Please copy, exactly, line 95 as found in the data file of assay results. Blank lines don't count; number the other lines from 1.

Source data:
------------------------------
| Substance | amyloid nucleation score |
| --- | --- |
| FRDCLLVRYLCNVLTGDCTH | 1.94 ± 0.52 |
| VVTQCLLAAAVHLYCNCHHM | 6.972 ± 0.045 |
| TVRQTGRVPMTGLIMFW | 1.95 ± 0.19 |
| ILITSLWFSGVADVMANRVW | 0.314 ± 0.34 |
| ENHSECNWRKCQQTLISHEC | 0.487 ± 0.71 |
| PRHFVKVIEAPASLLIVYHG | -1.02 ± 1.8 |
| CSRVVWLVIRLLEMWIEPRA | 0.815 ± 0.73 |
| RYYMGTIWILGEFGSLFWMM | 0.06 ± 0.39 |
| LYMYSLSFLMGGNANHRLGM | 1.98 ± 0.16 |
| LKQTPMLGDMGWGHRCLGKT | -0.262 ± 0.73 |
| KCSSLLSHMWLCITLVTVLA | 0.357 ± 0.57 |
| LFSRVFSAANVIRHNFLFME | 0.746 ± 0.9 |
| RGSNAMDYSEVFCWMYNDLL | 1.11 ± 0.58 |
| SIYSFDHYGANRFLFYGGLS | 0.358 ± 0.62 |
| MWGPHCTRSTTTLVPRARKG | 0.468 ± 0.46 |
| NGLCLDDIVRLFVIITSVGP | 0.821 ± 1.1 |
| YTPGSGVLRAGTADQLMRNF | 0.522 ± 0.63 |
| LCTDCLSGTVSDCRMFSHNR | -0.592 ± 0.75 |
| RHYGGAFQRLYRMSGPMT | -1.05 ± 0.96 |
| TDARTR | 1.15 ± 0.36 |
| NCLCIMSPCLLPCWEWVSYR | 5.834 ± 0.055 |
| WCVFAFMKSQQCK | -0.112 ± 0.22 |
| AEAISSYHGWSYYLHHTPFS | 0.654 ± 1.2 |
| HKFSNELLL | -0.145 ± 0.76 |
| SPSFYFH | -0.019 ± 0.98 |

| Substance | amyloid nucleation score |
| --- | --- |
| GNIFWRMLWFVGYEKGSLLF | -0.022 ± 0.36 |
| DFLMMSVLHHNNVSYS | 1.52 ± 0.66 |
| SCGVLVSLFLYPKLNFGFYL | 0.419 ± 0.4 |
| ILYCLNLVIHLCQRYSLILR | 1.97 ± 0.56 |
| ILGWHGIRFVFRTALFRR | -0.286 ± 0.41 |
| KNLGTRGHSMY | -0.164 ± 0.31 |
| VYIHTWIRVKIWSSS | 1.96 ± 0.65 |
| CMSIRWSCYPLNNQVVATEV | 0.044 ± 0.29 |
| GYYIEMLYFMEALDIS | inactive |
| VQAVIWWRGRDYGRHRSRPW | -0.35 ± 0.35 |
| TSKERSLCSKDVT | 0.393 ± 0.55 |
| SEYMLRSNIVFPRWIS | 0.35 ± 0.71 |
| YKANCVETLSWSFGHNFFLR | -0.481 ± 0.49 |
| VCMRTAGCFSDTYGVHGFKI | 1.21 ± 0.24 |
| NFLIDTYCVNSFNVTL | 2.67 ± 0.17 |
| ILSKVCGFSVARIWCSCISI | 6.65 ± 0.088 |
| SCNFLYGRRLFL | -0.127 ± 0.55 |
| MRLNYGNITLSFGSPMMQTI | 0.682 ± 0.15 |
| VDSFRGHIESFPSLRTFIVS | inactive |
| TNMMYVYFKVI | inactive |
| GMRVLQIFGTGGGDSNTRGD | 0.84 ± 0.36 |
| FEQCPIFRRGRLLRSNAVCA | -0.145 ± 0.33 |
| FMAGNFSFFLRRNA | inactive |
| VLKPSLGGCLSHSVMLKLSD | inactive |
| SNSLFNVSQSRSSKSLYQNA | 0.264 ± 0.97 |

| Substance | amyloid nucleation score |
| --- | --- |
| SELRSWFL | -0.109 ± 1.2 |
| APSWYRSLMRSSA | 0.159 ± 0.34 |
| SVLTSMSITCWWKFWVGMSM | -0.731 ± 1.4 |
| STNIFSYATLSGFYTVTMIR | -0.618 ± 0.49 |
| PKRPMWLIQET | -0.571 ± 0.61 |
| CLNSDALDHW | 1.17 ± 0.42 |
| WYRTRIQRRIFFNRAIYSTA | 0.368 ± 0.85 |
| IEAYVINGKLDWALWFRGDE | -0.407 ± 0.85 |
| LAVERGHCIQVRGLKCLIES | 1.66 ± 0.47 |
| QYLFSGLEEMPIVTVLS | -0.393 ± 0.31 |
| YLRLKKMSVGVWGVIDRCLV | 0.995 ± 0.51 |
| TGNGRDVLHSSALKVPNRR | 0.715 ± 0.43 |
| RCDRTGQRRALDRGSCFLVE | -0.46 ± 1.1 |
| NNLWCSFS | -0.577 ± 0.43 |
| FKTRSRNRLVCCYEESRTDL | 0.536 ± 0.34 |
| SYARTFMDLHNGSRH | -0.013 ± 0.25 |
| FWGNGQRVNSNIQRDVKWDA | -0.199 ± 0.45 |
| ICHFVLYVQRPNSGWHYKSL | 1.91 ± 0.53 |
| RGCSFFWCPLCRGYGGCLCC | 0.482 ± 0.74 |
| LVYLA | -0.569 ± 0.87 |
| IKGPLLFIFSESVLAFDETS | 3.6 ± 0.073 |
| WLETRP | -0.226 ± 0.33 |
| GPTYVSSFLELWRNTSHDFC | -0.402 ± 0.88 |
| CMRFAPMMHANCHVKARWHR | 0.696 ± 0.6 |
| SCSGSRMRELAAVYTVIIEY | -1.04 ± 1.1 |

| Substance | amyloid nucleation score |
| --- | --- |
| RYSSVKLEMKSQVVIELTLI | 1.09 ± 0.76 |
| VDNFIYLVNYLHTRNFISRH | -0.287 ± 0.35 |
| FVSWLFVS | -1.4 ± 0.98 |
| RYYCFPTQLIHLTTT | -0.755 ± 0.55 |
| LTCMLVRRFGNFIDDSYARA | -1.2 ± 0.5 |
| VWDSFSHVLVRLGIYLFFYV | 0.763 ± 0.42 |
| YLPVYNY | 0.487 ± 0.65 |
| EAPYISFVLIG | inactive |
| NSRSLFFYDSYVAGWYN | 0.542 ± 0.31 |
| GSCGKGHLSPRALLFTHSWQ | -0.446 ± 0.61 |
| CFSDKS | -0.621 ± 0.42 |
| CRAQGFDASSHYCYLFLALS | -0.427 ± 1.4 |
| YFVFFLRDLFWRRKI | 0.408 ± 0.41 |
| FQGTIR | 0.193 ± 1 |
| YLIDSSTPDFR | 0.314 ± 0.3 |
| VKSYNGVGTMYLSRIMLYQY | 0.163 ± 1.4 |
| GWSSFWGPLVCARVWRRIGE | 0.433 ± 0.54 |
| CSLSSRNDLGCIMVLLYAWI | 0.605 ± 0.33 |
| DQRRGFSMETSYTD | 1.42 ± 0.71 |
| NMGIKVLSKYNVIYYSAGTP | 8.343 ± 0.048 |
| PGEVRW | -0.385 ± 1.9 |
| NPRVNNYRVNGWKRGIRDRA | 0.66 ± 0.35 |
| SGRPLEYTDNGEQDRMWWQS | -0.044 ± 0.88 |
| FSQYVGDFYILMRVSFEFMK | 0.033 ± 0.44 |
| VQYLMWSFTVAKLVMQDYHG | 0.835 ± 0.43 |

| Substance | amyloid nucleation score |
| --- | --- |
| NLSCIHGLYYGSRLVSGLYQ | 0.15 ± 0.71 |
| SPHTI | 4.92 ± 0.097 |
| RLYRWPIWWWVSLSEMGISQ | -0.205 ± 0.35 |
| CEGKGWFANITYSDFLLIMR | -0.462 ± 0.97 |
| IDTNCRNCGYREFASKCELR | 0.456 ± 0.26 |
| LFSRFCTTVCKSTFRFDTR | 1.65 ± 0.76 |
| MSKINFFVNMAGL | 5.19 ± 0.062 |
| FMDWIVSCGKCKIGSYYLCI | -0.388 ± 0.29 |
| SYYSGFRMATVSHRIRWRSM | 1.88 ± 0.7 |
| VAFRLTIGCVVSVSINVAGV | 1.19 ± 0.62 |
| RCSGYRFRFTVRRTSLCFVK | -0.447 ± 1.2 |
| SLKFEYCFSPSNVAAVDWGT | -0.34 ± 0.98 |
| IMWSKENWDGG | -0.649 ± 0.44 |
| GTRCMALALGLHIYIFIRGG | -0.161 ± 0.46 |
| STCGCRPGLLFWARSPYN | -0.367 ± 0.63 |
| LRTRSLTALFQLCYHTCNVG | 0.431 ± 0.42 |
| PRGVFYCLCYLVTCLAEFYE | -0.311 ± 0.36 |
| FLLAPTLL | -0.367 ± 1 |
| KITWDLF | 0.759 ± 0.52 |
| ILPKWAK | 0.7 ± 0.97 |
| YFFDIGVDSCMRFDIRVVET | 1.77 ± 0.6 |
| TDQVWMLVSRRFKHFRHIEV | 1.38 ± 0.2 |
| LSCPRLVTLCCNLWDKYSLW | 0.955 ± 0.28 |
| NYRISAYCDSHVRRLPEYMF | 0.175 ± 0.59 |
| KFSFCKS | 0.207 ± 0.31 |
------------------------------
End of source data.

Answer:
| CRAQGFDASSHYCYLFLALS | -0.427 ± 1.4 |